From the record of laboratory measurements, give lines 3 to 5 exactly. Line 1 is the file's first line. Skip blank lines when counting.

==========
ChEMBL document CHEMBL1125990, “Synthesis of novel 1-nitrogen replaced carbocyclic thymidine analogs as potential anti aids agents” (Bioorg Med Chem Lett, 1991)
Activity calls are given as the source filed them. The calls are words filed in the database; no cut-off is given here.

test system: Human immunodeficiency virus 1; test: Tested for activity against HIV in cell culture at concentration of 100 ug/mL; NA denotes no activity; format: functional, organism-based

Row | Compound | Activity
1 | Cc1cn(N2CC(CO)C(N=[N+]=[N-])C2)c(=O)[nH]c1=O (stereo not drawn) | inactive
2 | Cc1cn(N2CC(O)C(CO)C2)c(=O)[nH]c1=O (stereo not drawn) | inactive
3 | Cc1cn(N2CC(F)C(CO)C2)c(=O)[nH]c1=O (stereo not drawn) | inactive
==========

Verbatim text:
test system: Human immunodeficiency virus 1; test: Tested for activity against HIV in cell culture at concentration of 100 ug/mL; NA denotes no activity; format: functional, organism-based

Row | Compound | Activity
1 | Cc1cn(N2CC(CO)C(N=[N+]=[N-])C2)c(=O)[nH]c1=O (stereo not drawn) | inactive